One of my students used to work with mentor plus a large whiteboard to do his processing in a form he could both see immediately and keep visible for long enough to finish the exam or assignment. The mentor has to be very careful not to add content themself, but they can help to organise the material the student brings.
If students have difficulties in understanding written material (e.g. because the language is too complex) they can sometimes either have a reader to make sure they read the question correctly or have papers written in simplified english (though that depends on the discipline they choose as sometimes it is unavoidable).
Other students can be helped by something straightforward like a glossary - a list of the specialist jargon and its meanings.
So a lot depends on exactly what the problem is with the exams.
Did anyone ask for a report on the disasterous AS exams? Was there a specific problem with them?
Some students need their mentor present for exams, not necessarily to do anything in particular, just for reassurance / moral support. I remember one girl who needed the mentor there because if she wasn't there, the student would become convinced the paper was not good enough and tear it up before the end of the exam... if the mentor was there, she knew they would stop her...
ANother one had to have somebody walk with her to the bindery to hand in her thesis, because if not she might have dropped it into a puddle or found some other way to prevent herself having to hand it in.
If the student really struggles seriously with exams it MAY be possible sometimes to negotiate alternative forms of assessment (so they do extra coursework or a viva (spoken test) or maybe a presentation or something else instead of the exams). This is more common in newer universities, but can occasionally be negotiated if needed - but should be done BEFORE the start of the course.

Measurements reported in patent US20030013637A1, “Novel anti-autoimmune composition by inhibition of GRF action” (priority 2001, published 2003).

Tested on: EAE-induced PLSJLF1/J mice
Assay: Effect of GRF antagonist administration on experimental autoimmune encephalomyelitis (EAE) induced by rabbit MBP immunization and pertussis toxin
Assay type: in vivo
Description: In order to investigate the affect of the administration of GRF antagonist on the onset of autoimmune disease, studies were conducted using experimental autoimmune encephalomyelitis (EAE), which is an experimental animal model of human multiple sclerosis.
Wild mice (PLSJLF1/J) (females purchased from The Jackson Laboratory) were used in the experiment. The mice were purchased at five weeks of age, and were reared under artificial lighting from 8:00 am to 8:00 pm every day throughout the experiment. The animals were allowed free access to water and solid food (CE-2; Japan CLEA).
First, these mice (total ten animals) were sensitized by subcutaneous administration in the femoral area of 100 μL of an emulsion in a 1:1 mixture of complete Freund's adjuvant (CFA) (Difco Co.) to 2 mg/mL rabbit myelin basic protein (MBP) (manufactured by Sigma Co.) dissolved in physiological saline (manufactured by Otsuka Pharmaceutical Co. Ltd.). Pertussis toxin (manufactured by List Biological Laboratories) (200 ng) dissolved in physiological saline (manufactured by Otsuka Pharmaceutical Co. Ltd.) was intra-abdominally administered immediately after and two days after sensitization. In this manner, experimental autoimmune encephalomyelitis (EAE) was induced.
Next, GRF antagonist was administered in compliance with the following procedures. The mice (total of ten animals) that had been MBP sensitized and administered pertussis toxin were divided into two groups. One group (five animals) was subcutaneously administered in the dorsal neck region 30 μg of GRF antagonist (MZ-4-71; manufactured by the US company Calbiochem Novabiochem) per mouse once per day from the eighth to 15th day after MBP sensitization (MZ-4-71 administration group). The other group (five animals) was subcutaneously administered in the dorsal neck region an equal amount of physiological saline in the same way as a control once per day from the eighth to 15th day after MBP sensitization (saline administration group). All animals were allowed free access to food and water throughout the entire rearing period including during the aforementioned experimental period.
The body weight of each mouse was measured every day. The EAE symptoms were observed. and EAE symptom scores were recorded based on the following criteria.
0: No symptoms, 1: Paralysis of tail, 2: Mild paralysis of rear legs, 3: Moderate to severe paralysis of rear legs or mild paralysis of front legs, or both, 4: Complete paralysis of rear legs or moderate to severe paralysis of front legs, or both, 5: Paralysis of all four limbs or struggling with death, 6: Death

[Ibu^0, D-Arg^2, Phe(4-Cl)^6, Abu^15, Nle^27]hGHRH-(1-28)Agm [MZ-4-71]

Assuming the student is British and meets the other criteria, all the things I have mentioned could be funded by the Disabled STudents' Allowances or by the University itself.
Happy to help if you have more questions,
Best wishes, Deb
Posted by foobabe (U10565341) on Tuesday, 16th November 2010
Update - despite S having a spiky profile (high english, v low maths) he was accepted into the local mainstream high school in September for year 8
He seems to be coping but I am concerned that his short term memory is very poor. I know its very typical with AS but honestly sometimes it is down right frustrating - read a page for history (his pet subject) and five minutes later he cannot recall a single fact.
Now his teacher informs me that the phrase "I don't know" is used a lot by him. I know stress gets him flustered and he will throw any old answer into the mix.
I know he is very capable - Could it be how the questions are being phrased?
I had investiaged a programme called Neuron Learning as it claims to help working memory, comprehension etc - has anyone very heard of it??
Thanks as always
Posted by devine63 (U14166755) on Wednesday, 17th November 2010
sorry, I have not heard of "Neuron Learning", so can't help there.
there are 2 things which can help with memory
1. work out which modality is best for getting information into memory - which route works best - some people are very visual learners, others are best if the material is in an auditory format, others learn best by activity, and so on. If he can manage them there are some "learning style" tests on line which may help to identify which is his preference. Once you know that he needs to develop strategies for switching whatever he needs to learn into those best formats. Some people find "multi-sensory learning" helpful - it just means you ensure the material to be learned is available in as many formats as possible (so read aloud what is written down as well as reading it, maybe use scented pens for the writing, etc.).